Attempting to include everyone in the story, the character development was also lacking. One minute Mitch(Michael Angarano) was the mean outcast, and the next he was a mannerly star on the baseball team. It was too short of a period in the movie for the change to be believable.

Worse than the screenplay and bad character development was the score. Not one moment was the movie devoid of cheesy "inspirational" music. It is okay to use at the climax or a dramatic moment in the movie, but when it is played throughout the movie relentlessly, it loses its impact. It made the movie a joke. The movie would have been better off with no music at all. It ruined any and all touching scenes.

The only reason I give this movie a 6/10 is because through all of the mistakes, there was a fire lit in the viewer that wanted to fight for this small town team and see them succeed.
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The Ultimate Movie Review! - - @tss5078
Tss507810 January 2017
A baseball movie, based on a true story, Directed by the same guy who brought the Sandlot to life on the big screen, who could ask for more? Norway, Iowa, one of the smallest towns in the mid-west, with a fabled sports history. Their High School baseball team is one of the most successful high school baseball teams of all-time, and their coach, Jim Van Scoyoc (Powers Boothe), is a legend, who could be coaching in the Major Leagues if he wanted to. Small towns like Norway always have their fair share of problems, mainly money, and with this town near bankruptcy, they've agreed to merge with a larger town, which means only one last season of baseball in Norway, and without the expensive contract of coach Van Scoyoc. The coach eventually convinces his former assistant, Kent Stock (Sean Astin), to take over the team, and attempt to lead them to one last championship, but with the town about to disappear from the map, how will he motivate the players or the town to care? This is one of those stories that is as inspirational as it gets, and it should have been a fantastic movie, but it was not. I have never in my life seen a movie centered around a sport, that moves as slowly as this film does. The Final Season is full of heart to heart chats, court fights about the town, and of course Sean Astin's character. I enjoy Sean Astin, after all he is the star of my all-time favorite movie, but his character is this introvert, who is in way over his head to begin with, not to mention the fact that he's replacing this living legend. Astin or rather Astin portraying Stock was just boring, just once I would have liked to see the guy, explode, show some fire, be a real coach, because it was like watching a math teacher, coach a bunch of kids, that didn't really want to be there for much of the film. The Final Season is a great true story, but as a film, it's more talk than anything else, and fails to even come close to expectations.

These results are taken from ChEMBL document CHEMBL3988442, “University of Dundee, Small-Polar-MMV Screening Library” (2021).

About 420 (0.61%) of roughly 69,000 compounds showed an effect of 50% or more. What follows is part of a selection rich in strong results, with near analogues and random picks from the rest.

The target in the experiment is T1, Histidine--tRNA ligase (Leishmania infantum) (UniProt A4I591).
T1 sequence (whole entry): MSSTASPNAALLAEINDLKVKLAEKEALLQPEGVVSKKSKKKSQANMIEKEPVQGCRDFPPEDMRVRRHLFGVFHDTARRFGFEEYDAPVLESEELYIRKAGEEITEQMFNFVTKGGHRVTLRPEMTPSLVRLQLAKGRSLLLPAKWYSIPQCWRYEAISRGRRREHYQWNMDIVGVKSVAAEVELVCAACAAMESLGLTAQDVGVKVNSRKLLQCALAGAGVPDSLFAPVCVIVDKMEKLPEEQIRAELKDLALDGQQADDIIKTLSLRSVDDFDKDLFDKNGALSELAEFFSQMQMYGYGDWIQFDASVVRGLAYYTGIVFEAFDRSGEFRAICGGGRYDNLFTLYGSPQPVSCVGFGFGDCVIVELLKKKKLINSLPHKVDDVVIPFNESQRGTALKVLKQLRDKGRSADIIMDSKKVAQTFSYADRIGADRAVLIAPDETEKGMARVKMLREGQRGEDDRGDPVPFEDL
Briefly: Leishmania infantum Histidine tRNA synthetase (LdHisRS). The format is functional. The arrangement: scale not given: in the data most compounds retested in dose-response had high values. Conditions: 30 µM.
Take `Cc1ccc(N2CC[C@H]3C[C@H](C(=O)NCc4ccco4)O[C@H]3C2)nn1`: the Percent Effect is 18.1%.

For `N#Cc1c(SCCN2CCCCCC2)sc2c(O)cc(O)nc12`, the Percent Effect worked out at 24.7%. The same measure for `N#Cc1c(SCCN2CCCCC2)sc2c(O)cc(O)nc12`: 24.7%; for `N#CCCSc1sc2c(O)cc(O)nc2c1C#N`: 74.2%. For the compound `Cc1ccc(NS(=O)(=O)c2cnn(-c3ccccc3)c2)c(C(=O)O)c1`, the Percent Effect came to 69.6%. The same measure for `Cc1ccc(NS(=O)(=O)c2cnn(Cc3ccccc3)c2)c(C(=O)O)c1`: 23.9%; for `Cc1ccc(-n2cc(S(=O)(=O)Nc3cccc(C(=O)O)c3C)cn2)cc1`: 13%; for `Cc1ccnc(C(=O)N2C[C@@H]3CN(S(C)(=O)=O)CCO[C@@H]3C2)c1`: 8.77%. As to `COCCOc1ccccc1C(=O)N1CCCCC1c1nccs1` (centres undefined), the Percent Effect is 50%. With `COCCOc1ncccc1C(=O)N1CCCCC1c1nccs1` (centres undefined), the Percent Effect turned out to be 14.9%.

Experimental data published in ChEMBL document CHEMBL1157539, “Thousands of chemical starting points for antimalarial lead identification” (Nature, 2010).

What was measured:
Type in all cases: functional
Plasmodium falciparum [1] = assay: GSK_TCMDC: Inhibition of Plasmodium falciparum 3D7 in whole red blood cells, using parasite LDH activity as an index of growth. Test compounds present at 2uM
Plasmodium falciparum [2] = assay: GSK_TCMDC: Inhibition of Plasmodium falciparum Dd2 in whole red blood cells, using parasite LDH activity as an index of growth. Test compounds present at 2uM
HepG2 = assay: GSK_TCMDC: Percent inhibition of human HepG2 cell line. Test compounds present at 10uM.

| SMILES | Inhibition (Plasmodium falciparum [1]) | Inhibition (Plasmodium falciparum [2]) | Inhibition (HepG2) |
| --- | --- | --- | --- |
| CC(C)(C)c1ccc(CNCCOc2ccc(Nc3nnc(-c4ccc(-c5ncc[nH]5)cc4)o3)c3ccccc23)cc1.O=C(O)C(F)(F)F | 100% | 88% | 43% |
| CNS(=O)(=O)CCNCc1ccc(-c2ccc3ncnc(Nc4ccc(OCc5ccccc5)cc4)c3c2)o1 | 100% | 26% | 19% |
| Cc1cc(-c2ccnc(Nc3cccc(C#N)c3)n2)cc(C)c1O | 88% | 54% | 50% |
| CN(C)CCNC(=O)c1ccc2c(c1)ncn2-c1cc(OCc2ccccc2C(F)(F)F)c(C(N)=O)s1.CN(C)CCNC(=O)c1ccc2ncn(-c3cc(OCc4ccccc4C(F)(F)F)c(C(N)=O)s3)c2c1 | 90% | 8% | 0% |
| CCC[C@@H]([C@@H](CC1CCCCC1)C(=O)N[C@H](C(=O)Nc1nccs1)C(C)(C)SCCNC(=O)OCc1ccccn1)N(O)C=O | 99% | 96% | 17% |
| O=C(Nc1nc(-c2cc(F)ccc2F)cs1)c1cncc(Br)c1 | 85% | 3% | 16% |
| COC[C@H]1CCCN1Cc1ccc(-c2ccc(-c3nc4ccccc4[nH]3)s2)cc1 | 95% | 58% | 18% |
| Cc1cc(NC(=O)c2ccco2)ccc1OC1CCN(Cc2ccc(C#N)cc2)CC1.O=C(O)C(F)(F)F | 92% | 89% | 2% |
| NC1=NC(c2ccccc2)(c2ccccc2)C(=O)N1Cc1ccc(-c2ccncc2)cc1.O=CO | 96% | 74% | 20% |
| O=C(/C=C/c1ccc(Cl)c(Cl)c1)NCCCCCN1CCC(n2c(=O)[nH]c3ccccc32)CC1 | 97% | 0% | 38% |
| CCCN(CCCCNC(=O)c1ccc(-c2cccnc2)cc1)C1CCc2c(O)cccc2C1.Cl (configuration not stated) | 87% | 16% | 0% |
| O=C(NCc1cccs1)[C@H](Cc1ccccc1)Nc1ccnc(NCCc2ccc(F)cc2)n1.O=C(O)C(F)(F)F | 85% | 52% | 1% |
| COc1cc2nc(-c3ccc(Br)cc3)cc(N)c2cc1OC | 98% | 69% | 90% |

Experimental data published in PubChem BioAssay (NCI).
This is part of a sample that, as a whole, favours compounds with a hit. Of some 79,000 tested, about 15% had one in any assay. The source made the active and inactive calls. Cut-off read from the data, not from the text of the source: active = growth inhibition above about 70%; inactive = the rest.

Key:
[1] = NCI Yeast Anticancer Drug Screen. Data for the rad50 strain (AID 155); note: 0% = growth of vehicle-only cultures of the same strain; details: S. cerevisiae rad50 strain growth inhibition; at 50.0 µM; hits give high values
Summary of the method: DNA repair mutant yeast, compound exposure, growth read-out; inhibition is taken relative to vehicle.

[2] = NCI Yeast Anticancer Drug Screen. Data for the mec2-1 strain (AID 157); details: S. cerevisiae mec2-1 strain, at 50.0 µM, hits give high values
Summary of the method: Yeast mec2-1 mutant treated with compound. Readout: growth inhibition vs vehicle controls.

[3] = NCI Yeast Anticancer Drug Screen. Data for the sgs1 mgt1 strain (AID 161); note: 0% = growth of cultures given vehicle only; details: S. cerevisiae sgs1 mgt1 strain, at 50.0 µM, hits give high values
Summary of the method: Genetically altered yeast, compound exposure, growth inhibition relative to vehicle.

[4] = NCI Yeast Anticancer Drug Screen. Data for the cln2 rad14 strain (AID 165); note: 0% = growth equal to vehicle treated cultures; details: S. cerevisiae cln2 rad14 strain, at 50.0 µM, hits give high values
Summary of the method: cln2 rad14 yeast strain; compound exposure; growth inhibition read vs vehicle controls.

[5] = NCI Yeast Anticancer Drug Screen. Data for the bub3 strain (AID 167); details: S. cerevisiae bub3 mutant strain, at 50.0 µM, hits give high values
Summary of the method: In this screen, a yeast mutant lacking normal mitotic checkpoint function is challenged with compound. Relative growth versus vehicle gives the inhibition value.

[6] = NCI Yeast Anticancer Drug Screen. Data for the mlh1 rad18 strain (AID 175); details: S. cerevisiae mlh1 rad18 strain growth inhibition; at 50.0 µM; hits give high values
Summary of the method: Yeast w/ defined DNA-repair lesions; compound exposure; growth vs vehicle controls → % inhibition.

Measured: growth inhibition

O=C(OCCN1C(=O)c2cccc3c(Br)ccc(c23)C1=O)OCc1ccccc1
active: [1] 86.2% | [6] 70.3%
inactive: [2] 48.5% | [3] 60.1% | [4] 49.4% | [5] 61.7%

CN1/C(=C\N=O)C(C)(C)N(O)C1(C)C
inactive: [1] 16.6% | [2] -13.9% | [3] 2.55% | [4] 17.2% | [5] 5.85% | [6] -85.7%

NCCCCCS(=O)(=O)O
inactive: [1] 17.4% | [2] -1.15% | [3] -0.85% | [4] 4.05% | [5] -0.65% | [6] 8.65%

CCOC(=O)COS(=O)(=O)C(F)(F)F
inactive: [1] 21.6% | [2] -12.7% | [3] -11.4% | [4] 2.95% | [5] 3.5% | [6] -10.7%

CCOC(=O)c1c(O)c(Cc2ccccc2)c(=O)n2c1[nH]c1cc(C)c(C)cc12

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Inspiring, mostly good
vchimpanzee29 June 2015
In this fact-based story set in 1990, Kent Stock is the women's volleyball coach it Belle Plaine High School in Iowa. He is asked by his former baseball coach, the legendary Jim Van Scoyoc, to assist during part of the season. Norway School, with 101 students (we do see little kids in the building, so apparently it's all 12 grades), has won 19 1A state baseball championships, 12 under Van Scoyoc. Baseball is so popular in the town of 586 that fans come to practices.

Despite the long baseball tradition, in an effort to save money and give the kids a better education, the school board wants to merge tiny Norway School with a larger school 20 miles away. This will hurt the community badly and prevent many of the kids from playing baseball.

Polly graduated from law school, and it's never made quite clear what her job title is, but she is the expert who explains the school board's decision. She is attractive but doesn't really show it at first, and Kent seems to like her. Plus he hopes to persuade her to look at other communities where the same thing has happened.

The town of Norway will make every effort to save their school. It is agreed the change won't happen right away, but the baseball team will get one more season, and not under Van Scoyoc. Kent has left town for a new job in St. Louis (he appears to be working at a bank), but Van Scoyoc wants him to take the coaching job. This is fine with those in charge, who see Kent as a Clark Kent type (he corrected someone who got his name wrong by saying Kent, like Clark). However, he may turn out to be more of a Tom Welling than a Christopher Reeve. And he hasn't given up on Polly, either.

Burt played for Van Scoyoc years ago but runs a business in Chicago. Having lost his wife, he can't handle his rebellious son Mitch on his own, so he brings Mitch to live with his parents Jared and Anne. And, yes, he can play baseball.